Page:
An article in The Globe and Mail last month got Monica and I talking. In it, writer Sarah Hampson posits that parents are only as happy as our least happy child. Quoting paediatrician and author Dr. Meg Meeker, Ms. Hampson affirms that “we have come to this point where we measure our success as parents on the happiness of our children.”
While I wonder how healthy that might always be, Monica and I certainly relate: When another student is unkind to our daughter at school, we get upset, too; when our son gets an owie, we empathize with his pain. Indeed, St. Paul’s directive to “rejoice with those who rejoice [and] mourn with those who mourn” applies not only to people “out there” somewhere, but within our own homes, too.
Thinking about this article, Monica and I wondered whether the corollary is also true: Are children only as happy as their least happy parent?
Yes, I know that everyone has to “own” and take responsibility for their emotions. And consistently faking happiness so as not to inconvenience another person can’t be healthy. But if I’m a generally grumpy, discontent person, how much of that disposition infects my children? Will they learn to be generally unhappy and dissatisfied because it is precisely what I am modelling? That makes sense to me.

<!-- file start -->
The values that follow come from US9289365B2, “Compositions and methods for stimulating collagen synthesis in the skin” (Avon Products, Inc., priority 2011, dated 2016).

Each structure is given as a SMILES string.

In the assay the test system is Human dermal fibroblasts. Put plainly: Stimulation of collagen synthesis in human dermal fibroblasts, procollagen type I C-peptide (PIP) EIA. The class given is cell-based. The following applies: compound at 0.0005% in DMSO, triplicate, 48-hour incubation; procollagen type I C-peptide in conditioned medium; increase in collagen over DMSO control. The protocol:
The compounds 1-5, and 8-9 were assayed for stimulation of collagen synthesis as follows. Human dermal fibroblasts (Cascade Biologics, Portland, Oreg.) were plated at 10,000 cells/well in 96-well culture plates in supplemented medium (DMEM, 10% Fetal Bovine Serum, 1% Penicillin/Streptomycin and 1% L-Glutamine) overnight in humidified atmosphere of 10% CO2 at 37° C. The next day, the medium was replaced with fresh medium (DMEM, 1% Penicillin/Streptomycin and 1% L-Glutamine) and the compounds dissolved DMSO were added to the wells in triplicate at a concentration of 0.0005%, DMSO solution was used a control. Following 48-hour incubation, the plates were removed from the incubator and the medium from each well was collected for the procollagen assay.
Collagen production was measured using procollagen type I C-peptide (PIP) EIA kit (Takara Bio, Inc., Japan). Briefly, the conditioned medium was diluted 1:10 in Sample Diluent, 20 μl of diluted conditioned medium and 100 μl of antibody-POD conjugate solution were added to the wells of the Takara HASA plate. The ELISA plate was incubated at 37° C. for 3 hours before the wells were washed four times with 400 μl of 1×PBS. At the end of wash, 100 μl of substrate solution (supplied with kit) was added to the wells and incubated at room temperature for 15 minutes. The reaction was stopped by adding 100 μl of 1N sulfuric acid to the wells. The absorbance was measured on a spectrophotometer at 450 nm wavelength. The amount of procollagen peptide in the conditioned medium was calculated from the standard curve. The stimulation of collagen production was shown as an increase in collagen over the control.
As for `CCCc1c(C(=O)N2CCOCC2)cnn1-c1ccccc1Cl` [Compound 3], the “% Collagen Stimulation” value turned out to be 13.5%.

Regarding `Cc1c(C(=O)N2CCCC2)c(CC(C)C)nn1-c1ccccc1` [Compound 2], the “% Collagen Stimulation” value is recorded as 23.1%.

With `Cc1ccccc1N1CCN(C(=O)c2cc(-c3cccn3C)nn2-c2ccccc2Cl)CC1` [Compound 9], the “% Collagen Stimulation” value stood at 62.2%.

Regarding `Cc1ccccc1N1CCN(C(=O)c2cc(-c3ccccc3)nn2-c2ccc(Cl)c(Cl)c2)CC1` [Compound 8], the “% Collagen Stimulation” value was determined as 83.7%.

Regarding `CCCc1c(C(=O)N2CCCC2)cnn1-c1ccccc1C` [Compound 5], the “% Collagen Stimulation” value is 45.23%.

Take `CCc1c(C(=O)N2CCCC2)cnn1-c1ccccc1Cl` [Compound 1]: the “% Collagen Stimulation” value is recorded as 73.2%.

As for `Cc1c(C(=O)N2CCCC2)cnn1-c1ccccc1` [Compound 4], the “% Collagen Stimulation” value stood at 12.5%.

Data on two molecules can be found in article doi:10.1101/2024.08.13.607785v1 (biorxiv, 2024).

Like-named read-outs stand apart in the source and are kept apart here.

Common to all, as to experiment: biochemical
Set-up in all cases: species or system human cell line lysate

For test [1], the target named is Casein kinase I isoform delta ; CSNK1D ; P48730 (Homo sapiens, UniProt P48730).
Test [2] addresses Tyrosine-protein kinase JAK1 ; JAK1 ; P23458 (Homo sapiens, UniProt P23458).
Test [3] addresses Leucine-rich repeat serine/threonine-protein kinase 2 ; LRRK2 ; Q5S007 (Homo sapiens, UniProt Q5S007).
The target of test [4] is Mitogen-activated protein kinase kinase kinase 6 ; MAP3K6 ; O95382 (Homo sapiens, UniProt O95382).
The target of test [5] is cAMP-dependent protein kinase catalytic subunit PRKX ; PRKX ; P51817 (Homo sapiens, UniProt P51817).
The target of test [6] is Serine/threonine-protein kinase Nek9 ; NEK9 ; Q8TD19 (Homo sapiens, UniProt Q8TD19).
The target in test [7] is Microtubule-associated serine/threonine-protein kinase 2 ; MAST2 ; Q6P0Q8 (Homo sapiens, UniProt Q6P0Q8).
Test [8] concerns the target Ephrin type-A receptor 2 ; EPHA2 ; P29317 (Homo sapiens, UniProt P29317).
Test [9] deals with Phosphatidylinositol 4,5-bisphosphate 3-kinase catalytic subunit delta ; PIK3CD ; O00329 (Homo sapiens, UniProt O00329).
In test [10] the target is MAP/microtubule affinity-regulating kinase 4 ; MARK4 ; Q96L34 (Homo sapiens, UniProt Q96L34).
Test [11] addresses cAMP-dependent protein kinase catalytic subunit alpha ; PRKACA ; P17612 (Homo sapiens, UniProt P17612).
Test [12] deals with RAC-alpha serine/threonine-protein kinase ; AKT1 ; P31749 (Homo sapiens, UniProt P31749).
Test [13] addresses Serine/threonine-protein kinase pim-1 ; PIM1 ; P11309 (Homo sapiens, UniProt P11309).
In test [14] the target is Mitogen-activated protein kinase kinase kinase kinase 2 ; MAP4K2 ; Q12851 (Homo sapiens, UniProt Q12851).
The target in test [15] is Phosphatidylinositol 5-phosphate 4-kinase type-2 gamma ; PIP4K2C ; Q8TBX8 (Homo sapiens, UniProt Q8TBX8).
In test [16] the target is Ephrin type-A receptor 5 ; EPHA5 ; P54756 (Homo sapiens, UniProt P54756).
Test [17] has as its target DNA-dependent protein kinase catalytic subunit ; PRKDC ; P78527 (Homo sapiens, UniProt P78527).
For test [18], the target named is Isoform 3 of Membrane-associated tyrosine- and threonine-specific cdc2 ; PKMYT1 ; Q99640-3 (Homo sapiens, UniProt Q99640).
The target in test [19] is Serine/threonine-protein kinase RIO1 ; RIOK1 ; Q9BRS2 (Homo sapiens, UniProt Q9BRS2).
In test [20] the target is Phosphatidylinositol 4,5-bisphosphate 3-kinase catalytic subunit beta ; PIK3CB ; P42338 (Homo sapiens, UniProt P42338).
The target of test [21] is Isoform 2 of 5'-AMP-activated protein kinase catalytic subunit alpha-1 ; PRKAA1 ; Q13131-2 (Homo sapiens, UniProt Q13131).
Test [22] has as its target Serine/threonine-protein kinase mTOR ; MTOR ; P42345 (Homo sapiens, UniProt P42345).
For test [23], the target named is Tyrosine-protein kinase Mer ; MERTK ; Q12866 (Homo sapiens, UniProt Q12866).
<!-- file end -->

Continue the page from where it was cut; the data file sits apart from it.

On the other hand, if I remember and live by another directive of St. Paul – to “rejoice in the Lord always” – wouldn’t that positively impact my children? I would think so. My joy – something deeper than happiness because it is connected to my relationship with God and not with changing circumstances – is contagious. That leads me to hope and pray that my children learn by my example and my teaching to live daily in the joy of the Lord. That will ultimately give them more happiness than I ever can.